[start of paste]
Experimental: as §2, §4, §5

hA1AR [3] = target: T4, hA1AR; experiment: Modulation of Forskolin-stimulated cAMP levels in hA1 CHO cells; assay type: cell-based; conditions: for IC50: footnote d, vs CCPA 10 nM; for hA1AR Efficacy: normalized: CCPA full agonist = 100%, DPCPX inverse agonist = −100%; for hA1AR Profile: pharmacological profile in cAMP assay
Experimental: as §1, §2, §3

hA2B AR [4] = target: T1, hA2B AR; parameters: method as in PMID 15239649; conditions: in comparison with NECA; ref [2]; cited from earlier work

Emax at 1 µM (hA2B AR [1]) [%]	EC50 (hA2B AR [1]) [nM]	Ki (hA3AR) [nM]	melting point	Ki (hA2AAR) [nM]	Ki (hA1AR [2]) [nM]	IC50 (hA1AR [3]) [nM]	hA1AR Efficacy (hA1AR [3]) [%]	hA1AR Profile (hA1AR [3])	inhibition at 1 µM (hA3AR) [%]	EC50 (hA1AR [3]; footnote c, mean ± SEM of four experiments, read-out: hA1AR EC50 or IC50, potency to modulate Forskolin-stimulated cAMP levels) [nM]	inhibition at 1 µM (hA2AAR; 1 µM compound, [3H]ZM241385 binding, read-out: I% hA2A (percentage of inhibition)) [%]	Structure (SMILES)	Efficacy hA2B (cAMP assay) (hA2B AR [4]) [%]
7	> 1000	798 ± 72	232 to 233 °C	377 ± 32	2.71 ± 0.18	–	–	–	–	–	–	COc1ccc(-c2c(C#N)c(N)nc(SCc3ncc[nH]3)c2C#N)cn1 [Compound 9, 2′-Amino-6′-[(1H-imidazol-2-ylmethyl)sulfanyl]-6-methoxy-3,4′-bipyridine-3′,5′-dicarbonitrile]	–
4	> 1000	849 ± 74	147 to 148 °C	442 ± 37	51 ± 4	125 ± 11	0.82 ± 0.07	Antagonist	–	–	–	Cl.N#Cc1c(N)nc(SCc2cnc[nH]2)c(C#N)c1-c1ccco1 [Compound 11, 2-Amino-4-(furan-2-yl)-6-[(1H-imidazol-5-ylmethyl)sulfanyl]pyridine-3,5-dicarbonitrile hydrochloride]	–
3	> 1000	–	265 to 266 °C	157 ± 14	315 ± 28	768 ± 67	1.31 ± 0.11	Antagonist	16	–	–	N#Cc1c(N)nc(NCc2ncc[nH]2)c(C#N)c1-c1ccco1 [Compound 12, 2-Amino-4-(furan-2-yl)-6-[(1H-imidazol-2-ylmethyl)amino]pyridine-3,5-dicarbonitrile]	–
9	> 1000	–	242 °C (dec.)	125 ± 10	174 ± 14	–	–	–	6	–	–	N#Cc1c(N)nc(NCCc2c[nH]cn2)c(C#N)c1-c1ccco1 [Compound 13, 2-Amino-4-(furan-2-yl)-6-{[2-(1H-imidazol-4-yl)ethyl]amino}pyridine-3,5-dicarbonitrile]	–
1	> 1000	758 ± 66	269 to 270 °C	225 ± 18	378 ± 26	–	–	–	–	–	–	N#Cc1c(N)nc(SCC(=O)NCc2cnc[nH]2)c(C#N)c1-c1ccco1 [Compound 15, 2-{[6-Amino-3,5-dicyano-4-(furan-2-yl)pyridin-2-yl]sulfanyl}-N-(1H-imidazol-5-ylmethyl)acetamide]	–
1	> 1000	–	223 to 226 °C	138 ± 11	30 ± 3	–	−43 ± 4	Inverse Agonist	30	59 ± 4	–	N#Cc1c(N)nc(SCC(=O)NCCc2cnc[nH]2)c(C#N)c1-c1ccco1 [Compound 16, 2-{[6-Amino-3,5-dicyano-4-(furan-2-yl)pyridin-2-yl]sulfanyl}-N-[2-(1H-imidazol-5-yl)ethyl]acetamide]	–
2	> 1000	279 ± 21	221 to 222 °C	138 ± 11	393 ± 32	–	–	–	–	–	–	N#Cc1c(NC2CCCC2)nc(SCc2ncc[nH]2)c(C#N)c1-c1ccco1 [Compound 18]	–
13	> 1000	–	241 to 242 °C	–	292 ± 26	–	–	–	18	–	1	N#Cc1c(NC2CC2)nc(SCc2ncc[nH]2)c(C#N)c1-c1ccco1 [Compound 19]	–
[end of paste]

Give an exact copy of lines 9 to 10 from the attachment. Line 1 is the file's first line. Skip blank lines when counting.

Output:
9	> 1000	–	242 °C (dec.)	125 ± 10	174 ± 14	–	–	–	6	–	–	N#Cc1c(N)nc(NCCc2c[nH]cn2)c(C#N)c1-c1ccco1 [Compound 13, 2-Amino-4-(furan-2-yl)-6-{[2-(1H-imidazol-4-yl)ethyl]amino}pyridine-3,5-dicarbonitrile]	–
1	> 1000	758 ± 66	269 to 270 °C	225 ± 18	378 ± 26	–	–	–	–	–	–	N#Cc1c(N)nc(SCC(=O)NCc2cnc[nH]2)c(C#N)c1-c1ccco1 [Compound 15, 2-{[6-Amino-3,5-dicyano-4-(furan-2-yl)pyridin-2-yl]sulfanyl}-N-(1H-imidazol-5-ylmethyl)acetamide]	–